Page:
Day 15 further thoughts

I got to meet up with more people from COTA today (wednesday)and this is really helping me to get more of an idea of what COTA is and how it is seeking to discover how to be church.

This morning I met up with Jana in what has become my favourite coffee shop here, and I learned a lot about how she found COTA. It was again a privilege to be able to hear someones story.  I also learned loads about how COTA is funded as she is the treasurer too. There is a desire for the community to become self sufficient, mainly from within COTA itself, but with lots of students or those just starting work most people here do not have a lot of income. I was surprised, though, to hear that between a third and half of all funding comes as regular monthly giving from the COTA community. I think that is pretty impressive and gives a solid foundation to move from.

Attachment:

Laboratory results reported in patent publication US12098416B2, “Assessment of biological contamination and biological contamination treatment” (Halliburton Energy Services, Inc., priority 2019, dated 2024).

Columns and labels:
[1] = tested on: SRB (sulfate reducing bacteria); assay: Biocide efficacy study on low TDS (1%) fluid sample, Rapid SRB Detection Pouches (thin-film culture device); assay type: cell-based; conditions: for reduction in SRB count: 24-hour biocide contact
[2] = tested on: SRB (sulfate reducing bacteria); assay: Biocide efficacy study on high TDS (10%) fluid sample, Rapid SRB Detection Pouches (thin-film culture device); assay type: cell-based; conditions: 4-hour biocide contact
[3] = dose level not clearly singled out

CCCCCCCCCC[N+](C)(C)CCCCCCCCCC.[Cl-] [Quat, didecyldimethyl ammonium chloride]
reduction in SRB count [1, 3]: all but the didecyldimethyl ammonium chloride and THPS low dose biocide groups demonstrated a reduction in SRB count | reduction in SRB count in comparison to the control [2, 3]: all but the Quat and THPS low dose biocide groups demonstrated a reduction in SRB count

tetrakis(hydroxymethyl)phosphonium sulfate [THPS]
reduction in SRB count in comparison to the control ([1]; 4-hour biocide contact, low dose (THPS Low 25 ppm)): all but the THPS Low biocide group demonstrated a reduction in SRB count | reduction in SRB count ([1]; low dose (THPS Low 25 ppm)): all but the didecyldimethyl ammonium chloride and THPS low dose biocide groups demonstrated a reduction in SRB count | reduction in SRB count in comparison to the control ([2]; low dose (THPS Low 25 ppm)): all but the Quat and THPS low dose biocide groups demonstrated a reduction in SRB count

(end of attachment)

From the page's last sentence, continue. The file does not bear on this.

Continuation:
This afternoon I sat in on the staff meeting and gained more insight into what goes on. I was able to reflect on the services that I have experienced and could share that, from my perspective as a newcomer, they were excellent. I felt very much at ease, knew what to do and was able to use the experiences to engage meaningfully with God. the ambience of the services, in particular, has been something that I think has been very helpful in allowing people to rest and worship in the grace of God. Nothing has been forced or hurried, but instead we have gently moved through the liturgy and music together, meeting with God on the way.

I’m just off to officiate at Vespers in the abbey. I like the opportunity to do this as it is a service that I really love to be part of.